Monday, February 28, 2011

Raja Ampat Papua The Wonder Island, Fish and Coral

As a still photographer, Raja Ampat appeals to me for its wide angle opportunities, video being the only better tool to capture the area’s wonders. No where else I’ve dived offers such consistent mind boggling vistas of fish and corals. Yet, focusing down to a smaller level there are macro creatures galore. Areas of mushroom shaped rock islands seem to harbour some of the better dive sites and make for beautiful and interesting topside scenery as well. This area is destined to become a World Heritage Site.

Dr Gerald Allen declared recently that “Raja Ampat represents the bulls-eye of biodiversity in coral reefs” and recommended “we protect the reef at all costs, because it represents the baseline to which all other reefs in the world be compared.” Raja Ampat is considered remote. Located off the Northwest “Bird’s Head”
Peninsula of New Guinea Island, Raja Ampat is a cluster of over 1500 small islands, bays and shoals surrounding the four islands of Misool, Salawati, Batanta and Waigeo. Named after the “Four Kings” of these
islands, Raja Ampat is a part of the West Papua province of Indonesia which was formerly Irian Jaya and is now its own district with its own government.

“Remote” depends on your definition. While much of the area is unexplored, it is easy enough to fly by jet into the local Sorong airport from Manado or Makassar (Ujung Pandang) where you are collected by ship to travel an hour or so to the diving areas.

Favourite Sites
for Small Creatures One of the favourite macro photography sites on the trip was in a deep bay on the western end of Waigeo where a long wall alternates with a steep slope both covered in corals and anemones and shadowed by rainforest from the island above. The site is populated by orang-utan crabs, ghost pipefish, a great variety of nudibranchs, several species of lionfish and of course, pygmy seahorses. Pygmy seahorses seem to be everywhere, so we restrict ourselves to looking for them on designated macro days when we are diving in calm areas.

This site could be dived from 30 meters to the surface so bottom time was no problem. We took advantage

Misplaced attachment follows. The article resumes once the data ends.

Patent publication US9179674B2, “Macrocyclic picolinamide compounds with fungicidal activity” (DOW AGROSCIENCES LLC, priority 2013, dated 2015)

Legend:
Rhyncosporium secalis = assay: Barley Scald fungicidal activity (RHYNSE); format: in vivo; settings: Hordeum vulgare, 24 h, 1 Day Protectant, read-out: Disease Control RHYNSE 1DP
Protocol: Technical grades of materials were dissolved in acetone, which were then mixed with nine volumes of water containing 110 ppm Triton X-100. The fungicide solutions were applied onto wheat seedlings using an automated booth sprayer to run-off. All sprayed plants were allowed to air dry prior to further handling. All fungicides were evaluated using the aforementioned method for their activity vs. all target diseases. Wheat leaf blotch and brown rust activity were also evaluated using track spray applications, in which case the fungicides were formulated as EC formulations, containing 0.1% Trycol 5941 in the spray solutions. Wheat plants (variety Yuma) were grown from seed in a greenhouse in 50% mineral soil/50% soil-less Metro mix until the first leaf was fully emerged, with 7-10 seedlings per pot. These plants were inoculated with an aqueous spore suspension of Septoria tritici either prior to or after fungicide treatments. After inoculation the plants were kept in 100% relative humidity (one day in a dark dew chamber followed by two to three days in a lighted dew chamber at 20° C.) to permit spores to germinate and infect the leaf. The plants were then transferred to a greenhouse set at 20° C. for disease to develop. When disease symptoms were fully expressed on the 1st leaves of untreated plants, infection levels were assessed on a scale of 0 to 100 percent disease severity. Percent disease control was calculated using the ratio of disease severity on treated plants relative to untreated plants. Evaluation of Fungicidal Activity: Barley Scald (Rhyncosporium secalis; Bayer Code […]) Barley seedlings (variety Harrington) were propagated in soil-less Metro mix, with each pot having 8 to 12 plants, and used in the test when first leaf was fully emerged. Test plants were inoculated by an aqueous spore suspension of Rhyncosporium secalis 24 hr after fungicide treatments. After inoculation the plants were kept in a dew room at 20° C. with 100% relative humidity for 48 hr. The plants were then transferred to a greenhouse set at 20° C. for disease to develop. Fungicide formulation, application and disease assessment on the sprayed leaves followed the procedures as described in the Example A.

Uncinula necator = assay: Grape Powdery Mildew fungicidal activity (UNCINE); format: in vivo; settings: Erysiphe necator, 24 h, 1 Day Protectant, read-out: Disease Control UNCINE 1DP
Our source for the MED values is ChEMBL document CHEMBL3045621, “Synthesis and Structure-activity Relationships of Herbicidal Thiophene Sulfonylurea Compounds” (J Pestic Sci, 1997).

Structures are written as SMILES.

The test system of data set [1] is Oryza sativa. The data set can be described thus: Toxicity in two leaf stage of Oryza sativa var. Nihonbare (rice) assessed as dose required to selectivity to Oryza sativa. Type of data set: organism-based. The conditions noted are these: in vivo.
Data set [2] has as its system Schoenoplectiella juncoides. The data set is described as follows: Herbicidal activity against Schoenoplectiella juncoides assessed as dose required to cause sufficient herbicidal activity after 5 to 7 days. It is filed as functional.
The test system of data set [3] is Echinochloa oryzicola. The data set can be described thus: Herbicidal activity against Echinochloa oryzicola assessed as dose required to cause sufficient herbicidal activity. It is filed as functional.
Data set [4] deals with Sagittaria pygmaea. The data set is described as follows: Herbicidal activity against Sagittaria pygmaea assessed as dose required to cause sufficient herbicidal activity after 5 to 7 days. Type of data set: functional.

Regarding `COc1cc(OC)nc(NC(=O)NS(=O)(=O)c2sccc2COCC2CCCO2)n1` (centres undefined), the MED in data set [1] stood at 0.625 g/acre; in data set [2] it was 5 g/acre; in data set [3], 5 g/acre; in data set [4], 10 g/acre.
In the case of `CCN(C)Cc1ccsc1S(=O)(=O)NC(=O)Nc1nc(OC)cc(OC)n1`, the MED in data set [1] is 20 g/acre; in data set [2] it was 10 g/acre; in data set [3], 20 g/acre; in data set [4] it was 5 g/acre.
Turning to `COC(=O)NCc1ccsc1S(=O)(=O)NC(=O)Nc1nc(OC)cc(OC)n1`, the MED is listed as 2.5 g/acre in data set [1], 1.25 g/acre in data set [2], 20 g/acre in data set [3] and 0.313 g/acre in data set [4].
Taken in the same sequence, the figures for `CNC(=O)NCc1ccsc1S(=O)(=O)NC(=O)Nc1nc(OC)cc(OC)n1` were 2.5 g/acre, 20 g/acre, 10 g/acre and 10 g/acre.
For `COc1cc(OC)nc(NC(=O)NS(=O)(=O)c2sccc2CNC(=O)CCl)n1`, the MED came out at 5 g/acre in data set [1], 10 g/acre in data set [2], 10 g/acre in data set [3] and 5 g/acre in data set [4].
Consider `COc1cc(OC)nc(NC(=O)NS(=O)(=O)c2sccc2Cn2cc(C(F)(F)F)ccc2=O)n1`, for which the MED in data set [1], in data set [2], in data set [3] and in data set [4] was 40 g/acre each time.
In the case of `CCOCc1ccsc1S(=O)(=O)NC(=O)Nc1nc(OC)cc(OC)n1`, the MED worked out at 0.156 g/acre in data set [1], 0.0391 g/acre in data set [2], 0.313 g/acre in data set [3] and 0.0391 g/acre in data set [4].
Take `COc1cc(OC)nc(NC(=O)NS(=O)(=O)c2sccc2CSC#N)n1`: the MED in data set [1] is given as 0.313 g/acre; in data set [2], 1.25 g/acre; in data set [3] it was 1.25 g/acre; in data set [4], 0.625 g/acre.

of this by spending the entire day at this site, most of it in the water. Highlights were the abundance of orang-utan crabs, striking orange ‘pygs’ (pygmy seahorses) on a matching fan, a giant zebra crab on a fire
urchin, and bizarre Phyllodesmium species nudibranch, juvenile egg cowries and both robust and ornate ghost

The dive site is long and protected. Although there occasionally was a current, there was no chance of getting
lost or being swept away and there was always a sheltered area. What we found immediately were schools of silversides so dense they would turn day into night when overhead. Even in the brightest part of the day, I would need a light to enable me to focus on the robust ghost pipefish or on the tiny crabs in the fire urchins.
Every bubble coral had its orangutan crab. Nudibranchs and flatworms were scattered like confetti over
much of the site. There was always something interesting to be found on the soft corals, among the algae or
in the holes. Rainbow-coloured mantis shrimp would sit up and watch as divers swam past then dart toward
their hole when approached.

Certain areas were covered in the small yellow holothurians (sea cucumbers) that are common in Indonesia as well as an orange and green coloration that I had never seen before. Divers came and went as they pleased all
day changing locations as they learned what others found in their explorations, trading information on critters, their depth and landmarks to find them. On the second dive, I came upon a beautiful orange sea fan perched on a sandy ledge in the wall. It was such a beautiful colour that I searched it carefully for any small creature to use as a subject for a photo composition.

Imagine my surprise when I found three nice-sized pygmy seahorses! I marked the fan with a nearby stick that had fallen from the rainforest above, sticking it vertically into the sand. Other divers were able to locate the
fan and get some photos of these cool ‘pygs’. After a lengthy night dive at the site, we started the long overnight leg of the cruise. Everyone sat down for a dinner of Indonesian specialities inside SMY Ondina’s
air conditioned dining room and lounge.


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